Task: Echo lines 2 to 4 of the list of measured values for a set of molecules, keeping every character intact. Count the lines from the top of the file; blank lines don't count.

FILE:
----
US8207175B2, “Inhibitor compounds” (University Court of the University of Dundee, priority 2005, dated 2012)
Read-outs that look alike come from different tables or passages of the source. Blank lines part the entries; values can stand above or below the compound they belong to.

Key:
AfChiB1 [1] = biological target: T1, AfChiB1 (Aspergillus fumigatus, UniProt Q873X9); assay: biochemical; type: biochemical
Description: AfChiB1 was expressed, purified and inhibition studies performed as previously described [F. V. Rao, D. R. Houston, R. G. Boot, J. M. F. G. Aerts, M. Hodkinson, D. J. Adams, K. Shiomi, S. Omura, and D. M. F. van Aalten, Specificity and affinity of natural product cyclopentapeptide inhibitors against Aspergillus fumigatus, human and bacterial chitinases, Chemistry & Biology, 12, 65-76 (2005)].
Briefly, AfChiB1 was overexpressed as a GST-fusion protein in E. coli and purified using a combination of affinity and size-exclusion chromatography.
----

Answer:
Read-outs that look alike come from different tables or passages of the source. Blank lines part the entries; values can stand above or below the compound they belong to.

Key:
AfChiB1 [1] = biological target: T1, AfChiB1 (Aspergillus fumigatus, UniProt Q873X9); assay: biochemical; type: biochemical